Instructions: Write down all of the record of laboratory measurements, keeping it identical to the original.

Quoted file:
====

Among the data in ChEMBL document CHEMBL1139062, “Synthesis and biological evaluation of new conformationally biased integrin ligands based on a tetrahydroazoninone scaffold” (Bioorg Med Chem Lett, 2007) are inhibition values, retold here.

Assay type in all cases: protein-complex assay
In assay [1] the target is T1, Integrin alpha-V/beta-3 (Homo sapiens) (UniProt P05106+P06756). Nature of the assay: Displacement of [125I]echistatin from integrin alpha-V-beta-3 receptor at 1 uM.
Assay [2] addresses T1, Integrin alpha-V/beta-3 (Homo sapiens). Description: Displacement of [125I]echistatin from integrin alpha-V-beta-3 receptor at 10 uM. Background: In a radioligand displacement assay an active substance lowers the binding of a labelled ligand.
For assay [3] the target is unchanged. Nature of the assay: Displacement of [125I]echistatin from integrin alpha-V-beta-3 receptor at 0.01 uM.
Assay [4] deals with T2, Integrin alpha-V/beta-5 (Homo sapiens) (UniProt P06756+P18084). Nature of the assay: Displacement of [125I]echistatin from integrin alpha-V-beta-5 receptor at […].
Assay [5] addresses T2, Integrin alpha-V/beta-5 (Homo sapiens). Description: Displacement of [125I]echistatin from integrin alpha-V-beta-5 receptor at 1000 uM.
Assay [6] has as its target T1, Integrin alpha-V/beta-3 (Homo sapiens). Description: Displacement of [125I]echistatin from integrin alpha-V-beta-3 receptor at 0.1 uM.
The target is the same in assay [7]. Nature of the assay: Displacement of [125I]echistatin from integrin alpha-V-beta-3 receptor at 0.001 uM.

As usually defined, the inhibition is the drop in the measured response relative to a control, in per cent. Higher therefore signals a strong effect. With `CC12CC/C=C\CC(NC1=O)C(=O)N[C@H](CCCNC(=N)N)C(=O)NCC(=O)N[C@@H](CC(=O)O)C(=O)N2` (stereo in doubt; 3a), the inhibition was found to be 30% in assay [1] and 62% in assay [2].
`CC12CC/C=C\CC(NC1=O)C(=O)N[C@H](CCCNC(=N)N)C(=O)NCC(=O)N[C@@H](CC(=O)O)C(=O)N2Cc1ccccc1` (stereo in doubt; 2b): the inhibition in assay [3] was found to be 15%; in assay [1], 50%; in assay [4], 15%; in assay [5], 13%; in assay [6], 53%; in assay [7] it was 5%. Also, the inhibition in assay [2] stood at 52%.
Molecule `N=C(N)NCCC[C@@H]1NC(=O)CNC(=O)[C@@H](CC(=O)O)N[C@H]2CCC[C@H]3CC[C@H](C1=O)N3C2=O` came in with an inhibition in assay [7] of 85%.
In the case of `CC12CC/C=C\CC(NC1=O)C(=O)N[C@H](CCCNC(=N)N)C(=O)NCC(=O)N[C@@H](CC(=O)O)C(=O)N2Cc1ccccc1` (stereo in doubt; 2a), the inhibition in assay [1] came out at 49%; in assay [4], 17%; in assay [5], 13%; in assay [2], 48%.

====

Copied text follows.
Among the data in ChEMBL document CHEMBL1139062, “Synthesis and biological evaluation of new conformationally biased integrin ligands based on a tetrahydroazoninone scaffold” (Bioorg Med Chem Lett, 2007) are inhibition values, retold here.

Assay type in all cases: protein-complex assay
In assay [1] the target is T1, Integrin alpha-V/beta-3 (Homo sapiens) (UniProt P05106+P06756). Nature of the assay: Displacement of [125I]echistatin from integrin alpha-V-beta-3 receptor at 1 uM.
Assay [2] addresses T1, Integrin alpha-V/beta-3 (Homo sapiens). Description: Displacement of [125I]echistatin from integrin alpha-V-beta-3 receptor at 10 uM. Background: In a radioligand displacement assay an active substance lowers the binding of a labelled ligand.
For assay [3] the target is unchanged. Nature of the assay: Displacement of [125I]echistatin from integrin alpha-V-beta-3 receptor at 0.01 uM.
Assay [4] deals with T2, Integrin alpha-V/beta-5 (Homo sapiens) (UniProt P06756+P18084). Nature of the assay: Displacement of [125I]echistatin from integrin alpha-V-beta-5 receptor at […].
Assay [5] addresses T2, Integrin alpha-V/beta-5 (Homo sapiens). Description: Displacement of [125I]echistatin from integrin alpha-V-beta-5 receptor at 1000 uM.
Assay [6] has as its target T1, Integrin alpha-V/beta-3 (Homo sapiens). Description: Displacement of [125I]echistatin from integrin alpha-V-beta-3 receptor at 0.1 uM.
The target is the same in assay [7]. Nature of the assay: Displacement of [125I]echistatin from integrin alpha-V-beta-3 receptor at 0.001 uM.

As usually defined, the inhibition is the drop in the measured response relative to a control, in per cent. Higher therefore signals a strong effect. With `CC12CC/C=C\CC(NC1=O)C(=O)N[C@H](CCCNC(=N)N)C(=O)NCC(=O)N[C@@H](CC(=O)O)C(=O)N2` (stereo in doubt; 3a), the inhibition was found to be 30% in assay [1] and 62% in assay [2].
`CC12CC/C=C\CC(NC1=O)C(=O)N[C@H](CCCNC(=N)N)C(=O)NCC(=O)N[C@@H](CC(=O)O)C(=O)N2Cc1ccccc1` (stereo in doubt; 2b): the inhibition in assay [3] was found to be 15%; in assay [1], 50%; in assay [4], 15%; in assay [5], 13%; in assay [6], 53%; in assay [7] it was 5%. Also, the inhibition in assay [2] stood at 52%.
Molecule `N=C(N)NCCC[C@@H]1NC(=O)CNC(=O)[C@@H](CC(=O)O)N[C@H]2CCC[C@H]3CC[C@H](C1=O)N3C2=O` came in with an inhibition in assay [7] of 85%.
In the case of `CC12CC/C=C\CC(NC1=O)C(=O)N[C@H](CCCNC(=N)N)C(=O)NCC(=O)N[C@@H](CC(=O)O)C(=O)N2Cc1ccccc1` (stereo in doubt; 2a), the inhibition in assay [1] came out at 49%; in assay [4], 17%; in assay [5], 13%; in assay [2], 48%.